By Luke Rosiak
The caucus of black New York state lawmakers run a charity whose stated mission is to empower “African American and Latino youth through education and leadership initiatives” by “providing opportunity to higher education” — but it hasn’t given a single scholarship to needy youth in years, according to a New York Post investigation.
The group collects money from companies like AT&T, the Real Estate Board of New York, Time Warner Cable, and CableVision, telling them in promotional materials that they are “changing lives, one scholarship at a time.”
The group — called the Association of Black and Puerto Rican Legislators, Inc. — instead spent $500,000 on items like food, limousines, and rap music, the Post found.
The politicians refused to divulge the charity’s 2017 tax filing to the Post despite federal requirements that charities do so upon request.
Its main activity is holding and selling tickets to an elaborate party each year intended to raise money for its stated mission of providing scholarships for youth. But year after year, essentially all the money simply seems to go to festivities.
Its chairman, Assemblywoman Latrice Walker of Brooklyn, claimed to have no knowledge of the charity’s failure to fulfill its mission. She told the Post through a spokesman that she “does not have any knowledge of the matter.” Walker is running to be the public advocate for New York City, its second-highest elected position and one tasked with investigating complaints.
Walker did not return The Daily Caller News Foundation’s request for comment, which included a request that she share the charity’s latest tax filing.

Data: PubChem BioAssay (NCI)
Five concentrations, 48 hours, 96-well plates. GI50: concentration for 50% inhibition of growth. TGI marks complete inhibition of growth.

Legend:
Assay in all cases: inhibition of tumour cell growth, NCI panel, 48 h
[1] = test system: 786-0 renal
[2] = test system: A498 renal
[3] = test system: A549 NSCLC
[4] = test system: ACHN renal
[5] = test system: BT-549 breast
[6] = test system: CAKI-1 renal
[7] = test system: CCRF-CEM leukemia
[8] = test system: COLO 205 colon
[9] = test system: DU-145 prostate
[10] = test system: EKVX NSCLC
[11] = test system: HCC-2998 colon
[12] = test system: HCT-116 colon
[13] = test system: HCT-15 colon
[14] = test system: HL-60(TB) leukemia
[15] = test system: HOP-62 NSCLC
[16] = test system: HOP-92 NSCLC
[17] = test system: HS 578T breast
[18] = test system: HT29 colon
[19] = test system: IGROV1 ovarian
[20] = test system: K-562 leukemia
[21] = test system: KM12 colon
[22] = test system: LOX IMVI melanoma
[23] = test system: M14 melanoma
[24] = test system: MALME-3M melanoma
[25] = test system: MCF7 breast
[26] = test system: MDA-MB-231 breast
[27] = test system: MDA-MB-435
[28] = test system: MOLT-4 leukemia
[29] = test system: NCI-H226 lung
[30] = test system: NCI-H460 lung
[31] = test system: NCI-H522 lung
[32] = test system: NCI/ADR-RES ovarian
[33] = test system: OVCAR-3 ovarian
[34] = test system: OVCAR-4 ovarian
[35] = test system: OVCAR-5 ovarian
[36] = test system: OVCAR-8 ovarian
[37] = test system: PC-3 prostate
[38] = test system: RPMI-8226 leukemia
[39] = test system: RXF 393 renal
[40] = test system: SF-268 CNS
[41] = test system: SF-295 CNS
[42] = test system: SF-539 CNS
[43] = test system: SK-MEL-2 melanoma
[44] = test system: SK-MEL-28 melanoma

The charity’s treasurer, Assemblyman Gary Pretlow of Westchester, expressed no knowledge of the charity’s activities.
“I just sign the checks they give me,” he said.
State. Sen. Leroy Comrie of Queens, the group’s number two, refused to come out when Post reporter Isabel Vincent stopped by his office. All of the politicians mentioned are Democrats.
“The real purpose [of the charity] is to bring people to get over their apathy and out to Albany and get motivated,” the charity’s former chairman, Assemblyman Nick Perry of Brooklyn, previously said.
There has been no money used for scholarships in that past two years, the Post reported, citing sources. That’s even after the Albany Times-Union called out the charity in January 2017 for meager spending in prior years.
The charity gave $36,000 of its $565,000 in revenue to scholarships in 2015. That year, it spent $85,000 on a concert with Eric Benet and Regina Belle, and $157,000 on food, according to the Times-Union’s analysis of its tax filings.
The group said that year it planned to double the amount of scholarships it gave, but it didn’t happen.
In 2017, its annual event featured the rap artist Big Daddy Kane.
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